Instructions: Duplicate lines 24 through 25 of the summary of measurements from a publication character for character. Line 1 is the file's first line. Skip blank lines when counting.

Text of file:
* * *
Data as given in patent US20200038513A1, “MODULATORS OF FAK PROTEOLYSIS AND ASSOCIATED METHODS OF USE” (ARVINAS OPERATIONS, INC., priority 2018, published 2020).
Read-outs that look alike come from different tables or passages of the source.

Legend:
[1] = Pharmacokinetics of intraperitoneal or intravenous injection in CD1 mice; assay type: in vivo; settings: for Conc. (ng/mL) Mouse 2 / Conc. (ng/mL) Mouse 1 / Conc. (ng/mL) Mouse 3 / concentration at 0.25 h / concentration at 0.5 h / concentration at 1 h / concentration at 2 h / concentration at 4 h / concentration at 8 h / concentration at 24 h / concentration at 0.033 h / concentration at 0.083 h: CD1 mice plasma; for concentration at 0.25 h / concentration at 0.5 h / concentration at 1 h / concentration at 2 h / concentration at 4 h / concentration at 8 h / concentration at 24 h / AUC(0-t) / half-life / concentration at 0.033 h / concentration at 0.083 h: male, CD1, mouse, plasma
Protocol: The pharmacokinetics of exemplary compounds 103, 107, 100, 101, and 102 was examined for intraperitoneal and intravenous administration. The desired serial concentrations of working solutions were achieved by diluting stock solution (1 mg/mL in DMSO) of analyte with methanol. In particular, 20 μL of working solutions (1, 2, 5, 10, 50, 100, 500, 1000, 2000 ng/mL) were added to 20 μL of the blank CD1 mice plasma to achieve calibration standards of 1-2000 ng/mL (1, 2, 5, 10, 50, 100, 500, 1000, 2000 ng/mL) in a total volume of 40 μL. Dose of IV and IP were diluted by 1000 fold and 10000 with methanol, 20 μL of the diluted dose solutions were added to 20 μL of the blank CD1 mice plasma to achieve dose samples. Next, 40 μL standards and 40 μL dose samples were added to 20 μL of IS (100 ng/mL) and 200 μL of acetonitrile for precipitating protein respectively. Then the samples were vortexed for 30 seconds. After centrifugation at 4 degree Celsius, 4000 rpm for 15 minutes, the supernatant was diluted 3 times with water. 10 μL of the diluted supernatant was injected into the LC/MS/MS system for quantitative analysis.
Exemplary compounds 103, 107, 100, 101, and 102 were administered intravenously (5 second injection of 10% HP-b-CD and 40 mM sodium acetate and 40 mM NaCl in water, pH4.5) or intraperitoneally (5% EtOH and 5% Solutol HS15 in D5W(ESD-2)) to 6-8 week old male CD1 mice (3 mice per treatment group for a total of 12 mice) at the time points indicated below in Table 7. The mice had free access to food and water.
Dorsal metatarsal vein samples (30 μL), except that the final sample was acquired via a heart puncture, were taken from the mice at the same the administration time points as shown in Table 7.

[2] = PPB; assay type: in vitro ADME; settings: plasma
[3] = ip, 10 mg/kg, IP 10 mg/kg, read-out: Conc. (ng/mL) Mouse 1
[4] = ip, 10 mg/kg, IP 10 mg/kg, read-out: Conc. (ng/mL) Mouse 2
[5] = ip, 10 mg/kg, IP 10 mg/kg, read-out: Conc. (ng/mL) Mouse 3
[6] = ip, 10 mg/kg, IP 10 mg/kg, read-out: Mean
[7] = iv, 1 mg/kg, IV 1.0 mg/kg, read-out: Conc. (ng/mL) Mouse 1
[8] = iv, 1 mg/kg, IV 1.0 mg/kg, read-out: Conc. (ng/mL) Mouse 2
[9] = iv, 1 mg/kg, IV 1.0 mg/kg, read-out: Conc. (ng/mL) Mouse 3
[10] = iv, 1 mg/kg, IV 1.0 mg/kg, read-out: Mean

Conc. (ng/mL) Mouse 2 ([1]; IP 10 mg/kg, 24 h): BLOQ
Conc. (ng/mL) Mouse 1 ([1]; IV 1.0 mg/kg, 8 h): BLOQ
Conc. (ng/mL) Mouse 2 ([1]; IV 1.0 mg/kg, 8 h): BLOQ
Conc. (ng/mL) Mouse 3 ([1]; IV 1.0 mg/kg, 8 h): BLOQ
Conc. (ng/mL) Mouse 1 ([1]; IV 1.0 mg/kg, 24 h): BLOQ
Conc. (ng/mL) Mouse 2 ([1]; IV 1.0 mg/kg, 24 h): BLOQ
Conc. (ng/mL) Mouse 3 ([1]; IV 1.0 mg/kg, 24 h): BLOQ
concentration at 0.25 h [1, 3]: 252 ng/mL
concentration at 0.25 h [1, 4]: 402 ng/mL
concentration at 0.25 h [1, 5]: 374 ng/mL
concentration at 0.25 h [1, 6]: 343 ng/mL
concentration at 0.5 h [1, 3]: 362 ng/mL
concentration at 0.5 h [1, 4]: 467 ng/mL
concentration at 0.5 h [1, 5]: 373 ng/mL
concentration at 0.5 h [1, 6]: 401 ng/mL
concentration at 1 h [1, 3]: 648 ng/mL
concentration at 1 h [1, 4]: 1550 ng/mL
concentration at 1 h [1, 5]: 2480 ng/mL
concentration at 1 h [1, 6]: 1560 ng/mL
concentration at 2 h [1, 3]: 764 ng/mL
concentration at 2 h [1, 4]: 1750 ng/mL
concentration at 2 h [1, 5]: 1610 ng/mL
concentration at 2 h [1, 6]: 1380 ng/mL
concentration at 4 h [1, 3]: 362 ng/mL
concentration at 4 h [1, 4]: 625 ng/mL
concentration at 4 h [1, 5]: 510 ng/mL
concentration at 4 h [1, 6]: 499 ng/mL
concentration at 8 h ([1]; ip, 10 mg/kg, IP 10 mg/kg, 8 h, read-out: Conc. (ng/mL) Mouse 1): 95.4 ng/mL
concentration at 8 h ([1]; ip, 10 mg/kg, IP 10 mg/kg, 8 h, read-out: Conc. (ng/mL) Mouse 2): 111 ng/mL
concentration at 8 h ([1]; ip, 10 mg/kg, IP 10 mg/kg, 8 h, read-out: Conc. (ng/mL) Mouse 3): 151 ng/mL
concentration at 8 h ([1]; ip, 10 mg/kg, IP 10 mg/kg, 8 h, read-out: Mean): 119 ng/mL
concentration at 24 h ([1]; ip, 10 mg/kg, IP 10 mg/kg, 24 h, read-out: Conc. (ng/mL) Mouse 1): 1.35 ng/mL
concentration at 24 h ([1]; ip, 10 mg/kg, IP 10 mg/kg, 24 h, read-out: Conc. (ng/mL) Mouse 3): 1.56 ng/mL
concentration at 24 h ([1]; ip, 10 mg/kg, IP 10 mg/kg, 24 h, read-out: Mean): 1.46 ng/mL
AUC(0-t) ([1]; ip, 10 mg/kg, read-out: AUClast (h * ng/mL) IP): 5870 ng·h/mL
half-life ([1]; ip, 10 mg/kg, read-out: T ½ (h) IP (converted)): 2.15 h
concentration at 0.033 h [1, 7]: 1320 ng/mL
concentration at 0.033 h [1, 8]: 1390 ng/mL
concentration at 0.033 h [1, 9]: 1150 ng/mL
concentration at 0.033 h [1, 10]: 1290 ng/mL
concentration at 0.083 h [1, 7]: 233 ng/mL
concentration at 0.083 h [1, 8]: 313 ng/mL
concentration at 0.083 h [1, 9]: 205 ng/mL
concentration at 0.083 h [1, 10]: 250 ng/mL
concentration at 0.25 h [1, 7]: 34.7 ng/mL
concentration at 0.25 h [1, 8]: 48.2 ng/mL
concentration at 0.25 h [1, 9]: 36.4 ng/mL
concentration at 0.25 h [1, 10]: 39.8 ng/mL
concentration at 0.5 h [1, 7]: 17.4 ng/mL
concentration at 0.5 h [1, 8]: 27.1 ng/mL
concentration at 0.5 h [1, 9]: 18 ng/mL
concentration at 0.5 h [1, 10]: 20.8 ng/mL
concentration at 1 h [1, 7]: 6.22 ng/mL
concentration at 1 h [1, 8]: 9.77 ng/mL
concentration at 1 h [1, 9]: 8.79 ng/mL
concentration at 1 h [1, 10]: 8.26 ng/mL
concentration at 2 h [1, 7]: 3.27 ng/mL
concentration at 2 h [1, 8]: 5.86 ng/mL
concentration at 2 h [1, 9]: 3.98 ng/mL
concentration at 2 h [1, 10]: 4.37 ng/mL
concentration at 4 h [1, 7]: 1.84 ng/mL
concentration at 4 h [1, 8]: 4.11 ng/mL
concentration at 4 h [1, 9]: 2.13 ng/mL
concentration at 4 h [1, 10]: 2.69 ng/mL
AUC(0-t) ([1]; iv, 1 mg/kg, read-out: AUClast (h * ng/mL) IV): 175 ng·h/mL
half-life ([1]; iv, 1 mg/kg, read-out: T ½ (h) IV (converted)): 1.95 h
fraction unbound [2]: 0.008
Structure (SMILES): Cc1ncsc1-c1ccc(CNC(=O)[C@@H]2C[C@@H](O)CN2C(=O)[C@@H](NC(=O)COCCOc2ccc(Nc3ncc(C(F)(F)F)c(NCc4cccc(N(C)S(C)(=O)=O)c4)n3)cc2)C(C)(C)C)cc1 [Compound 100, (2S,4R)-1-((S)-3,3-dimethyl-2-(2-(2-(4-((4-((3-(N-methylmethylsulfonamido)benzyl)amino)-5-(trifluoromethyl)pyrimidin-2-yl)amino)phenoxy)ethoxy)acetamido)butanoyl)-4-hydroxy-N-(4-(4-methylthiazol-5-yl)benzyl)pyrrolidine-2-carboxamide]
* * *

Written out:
concentration at 0.25 h [1, 3]: 252 ng/mL
concentration at 0.25 h [1, 4]: 402 ng/mL